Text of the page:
It was during the Dutch colonial period in the 1920s and ‘30s when Bali as an island paradise fully emerged. After independence, the Suharto regime inherited the idea of Bali as paradise from Sukarno and used that alluring image to boost vital tourism revenue to restore the bankrupt national economy that first president had left behind.

Bali has undergone profound changes since the first edition of Bali: A Paradise Created was first published in 1990 – the exponential explosion of resource draining tourism, the 2002 and 2005 bombings, massive unchecked development, gridlocked traffic congestion and environmentally devastating overpopulation. That authoritative, much–cited reference work has now been updated with new photos and illustrations, a new introduction and new text focusing on the rapid changes to the image of Bali over the last two decades. The author has tried to minimize updating of earlier chapters and has avoided adding a lot of extra information.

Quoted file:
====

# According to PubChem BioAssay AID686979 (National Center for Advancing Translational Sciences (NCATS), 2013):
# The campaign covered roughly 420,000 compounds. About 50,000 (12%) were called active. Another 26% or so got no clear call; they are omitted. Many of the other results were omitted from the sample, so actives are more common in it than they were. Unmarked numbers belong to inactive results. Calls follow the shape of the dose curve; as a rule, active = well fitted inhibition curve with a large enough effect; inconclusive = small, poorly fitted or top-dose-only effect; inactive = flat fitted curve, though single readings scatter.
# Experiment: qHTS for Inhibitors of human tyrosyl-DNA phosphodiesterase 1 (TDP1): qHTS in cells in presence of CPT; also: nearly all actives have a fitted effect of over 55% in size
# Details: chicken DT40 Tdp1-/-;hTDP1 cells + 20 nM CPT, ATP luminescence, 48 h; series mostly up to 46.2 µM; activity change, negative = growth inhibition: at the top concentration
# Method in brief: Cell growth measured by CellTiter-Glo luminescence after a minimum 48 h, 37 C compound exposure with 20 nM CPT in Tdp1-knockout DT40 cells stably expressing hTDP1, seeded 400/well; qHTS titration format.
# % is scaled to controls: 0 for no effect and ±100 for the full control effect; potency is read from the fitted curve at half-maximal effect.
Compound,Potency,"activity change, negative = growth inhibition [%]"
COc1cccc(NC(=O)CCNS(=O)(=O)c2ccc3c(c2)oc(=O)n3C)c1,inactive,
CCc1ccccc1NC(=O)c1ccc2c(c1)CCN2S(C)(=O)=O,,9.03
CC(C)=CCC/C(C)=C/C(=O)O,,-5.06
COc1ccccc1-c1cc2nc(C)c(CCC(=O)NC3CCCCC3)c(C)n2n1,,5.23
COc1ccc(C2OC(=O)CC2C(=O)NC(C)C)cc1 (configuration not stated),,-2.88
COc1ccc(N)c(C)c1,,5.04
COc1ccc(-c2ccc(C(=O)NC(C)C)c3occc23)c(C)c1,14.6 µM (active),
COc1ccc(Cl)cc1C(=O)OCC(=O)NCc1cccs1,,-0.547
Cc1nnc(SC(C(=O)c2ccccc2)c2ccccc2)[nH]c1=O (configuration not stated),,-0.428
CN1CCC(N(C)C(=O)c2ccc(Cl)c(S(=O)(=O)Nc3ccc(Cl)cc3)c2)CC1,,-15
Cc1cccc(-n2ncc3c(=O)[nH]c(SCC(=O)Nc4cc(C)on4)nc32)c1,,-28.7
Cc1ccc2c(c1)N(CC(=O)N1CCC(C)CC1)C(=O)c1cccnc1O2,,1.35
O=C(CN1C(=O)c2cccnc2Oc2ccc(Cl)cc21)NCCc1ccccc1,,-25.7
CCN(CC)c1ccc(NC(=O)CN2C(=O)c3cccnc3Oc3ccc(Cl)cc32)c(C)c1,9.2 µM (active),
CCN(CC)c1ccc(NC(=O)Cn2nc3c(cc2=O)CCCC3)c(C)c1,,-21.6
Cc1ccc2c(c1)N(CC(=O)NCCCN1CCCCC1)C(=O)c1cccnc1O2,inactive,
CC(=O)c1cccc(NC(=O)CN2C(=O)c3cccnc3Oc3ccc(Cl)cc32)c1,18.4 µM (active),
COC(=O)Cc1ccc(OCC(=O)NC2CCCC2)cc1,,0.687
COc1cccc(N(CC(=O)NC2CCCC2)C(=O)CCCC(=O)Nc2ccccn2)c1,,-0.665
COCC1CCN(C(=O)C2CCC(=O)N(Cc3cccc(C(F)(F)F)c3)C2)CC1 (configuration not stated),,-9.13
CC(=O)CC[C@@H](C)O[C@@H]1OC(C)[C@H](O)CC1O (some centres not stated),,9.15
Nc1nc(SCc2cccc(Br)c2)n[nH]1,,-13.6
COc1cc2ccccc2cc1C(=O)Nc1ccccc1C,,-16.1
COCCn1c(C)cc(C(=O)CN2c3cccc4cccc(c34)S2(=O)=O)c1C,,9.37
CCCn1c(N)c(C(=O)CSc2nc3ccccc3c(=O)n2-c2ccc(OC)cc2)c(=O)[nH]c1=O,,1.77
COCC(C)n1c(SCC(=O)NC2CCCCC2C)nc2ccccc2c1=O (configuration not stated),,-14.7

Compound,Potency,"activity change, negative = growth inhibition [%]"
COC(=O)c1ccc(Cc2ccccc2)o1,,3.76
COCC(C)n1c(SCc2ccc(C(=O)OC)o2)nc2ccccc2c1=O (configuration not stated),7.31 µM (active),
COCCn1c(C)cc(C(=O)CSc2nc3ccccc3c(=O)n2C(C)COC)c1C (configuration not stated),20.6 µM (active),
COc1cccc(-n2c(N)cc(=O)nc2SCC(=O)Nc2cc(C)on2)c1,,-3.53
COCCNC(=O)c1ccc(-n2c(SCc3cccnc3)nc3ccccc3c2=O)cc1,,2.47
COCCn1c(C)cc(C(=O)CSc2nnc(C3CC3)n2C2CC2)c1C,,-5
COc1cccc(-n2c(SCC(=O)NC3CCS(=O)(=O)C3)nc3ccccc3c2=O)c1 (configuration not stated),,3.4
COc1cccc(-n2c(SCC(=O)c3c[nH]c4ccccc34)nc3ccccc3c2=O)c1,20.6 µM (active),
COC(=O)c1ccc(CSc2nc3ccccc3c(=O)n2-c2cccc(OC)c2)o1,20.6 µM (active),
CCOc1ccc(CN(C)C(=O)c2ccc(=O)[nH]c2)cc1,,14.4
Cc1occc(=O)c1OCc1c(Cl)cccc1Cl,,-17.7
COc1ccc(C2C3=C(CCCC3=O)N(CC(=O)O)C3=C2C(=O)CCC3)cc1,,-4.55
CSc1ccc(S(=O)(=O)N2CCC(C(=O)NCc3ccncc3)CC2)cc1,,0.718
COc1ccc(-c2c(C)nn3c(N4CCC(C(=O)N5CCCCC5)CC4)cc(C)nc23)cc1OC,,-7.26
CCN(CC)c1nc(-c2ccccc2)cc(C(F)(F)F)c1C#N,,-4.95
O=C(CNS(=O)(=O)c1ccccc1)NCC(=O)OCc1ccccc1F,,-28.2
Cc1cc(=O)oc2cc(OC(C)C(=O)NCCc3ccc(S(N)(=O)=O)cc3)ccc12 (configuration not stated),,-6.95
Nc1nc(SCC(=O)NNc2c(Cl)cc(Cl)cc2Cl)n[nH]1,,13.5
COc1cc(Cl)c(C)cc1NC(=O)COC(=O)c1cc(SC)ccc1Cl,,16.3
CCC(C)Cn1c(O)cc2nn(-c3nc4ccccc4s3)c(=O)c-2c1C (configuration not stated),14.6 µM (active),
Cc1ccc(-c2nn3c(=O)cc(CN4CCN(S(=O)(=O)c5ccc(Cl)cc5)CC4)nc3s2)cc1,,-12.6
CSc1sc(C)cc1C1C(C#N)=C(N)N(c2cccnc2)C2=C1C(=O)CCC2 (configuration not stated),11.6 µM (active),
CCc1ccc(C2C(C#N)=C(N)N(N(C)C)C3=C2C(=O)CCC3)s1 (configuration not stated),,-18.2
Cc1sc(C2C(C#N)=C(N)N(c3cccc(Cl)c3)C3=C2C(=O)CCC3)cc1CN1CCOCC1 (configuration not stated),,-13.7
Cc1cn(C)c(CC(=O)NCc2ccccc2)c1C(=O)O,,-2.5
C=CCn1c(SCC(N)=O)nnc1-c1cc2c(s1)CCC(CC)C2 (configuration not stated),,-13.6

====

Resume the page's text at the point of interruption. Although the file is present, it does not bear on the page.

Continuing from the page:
Chapters have been organized as a set of discontinuous and overlapping narratives – Golden Age of Conquest, Balinese Under Pressure, 1908-1965, Indonesian Bali, etc. – which look at the ever-evolving Western images of Bali and fascinatingly contrasts them with what the Balinese imagine their image to be. Western readers are naturally drawn to Bali’s development as a destination for famous and infamous Europeans and Americans in the book’s liveliest chapter, “The Birth of Bali The Paradise” about a third of the way through. For me, this is when the reading starts to pick up and then sustains the pace for the rest of the book right up until the year 2012.